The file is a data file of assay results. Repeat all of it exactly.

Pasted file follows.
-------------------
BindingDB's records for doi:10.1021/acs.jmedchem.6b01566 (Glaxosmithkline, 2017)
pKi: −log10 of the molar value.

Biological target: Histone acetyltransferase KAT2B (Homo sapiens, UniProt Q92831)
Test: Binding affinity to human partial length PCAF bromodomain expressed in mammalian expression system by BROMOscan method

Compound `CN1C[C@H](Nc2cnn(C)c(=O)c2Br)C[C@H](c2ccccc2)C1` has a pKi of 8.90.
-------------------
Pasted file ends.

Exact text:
BindingDB's records for doi:10.1021/acs.jmedchem.6b01566 (Glaxosmithkline, 2017)
pKi: −log10 of the molar value.

Biological target: Histone acetyltransferase KAT2B (Homo sapiens, UniProt Q92831)
Test: Binding affinity to human partial length PCAF bromodomain expressed in mammalian expression system by BROMOscan method

Compound `CN1C[C@H](Nc2cnn(C)c(=O)c2Br)C[C@H](c2ccccc2)C1` has a pKi of 8.90.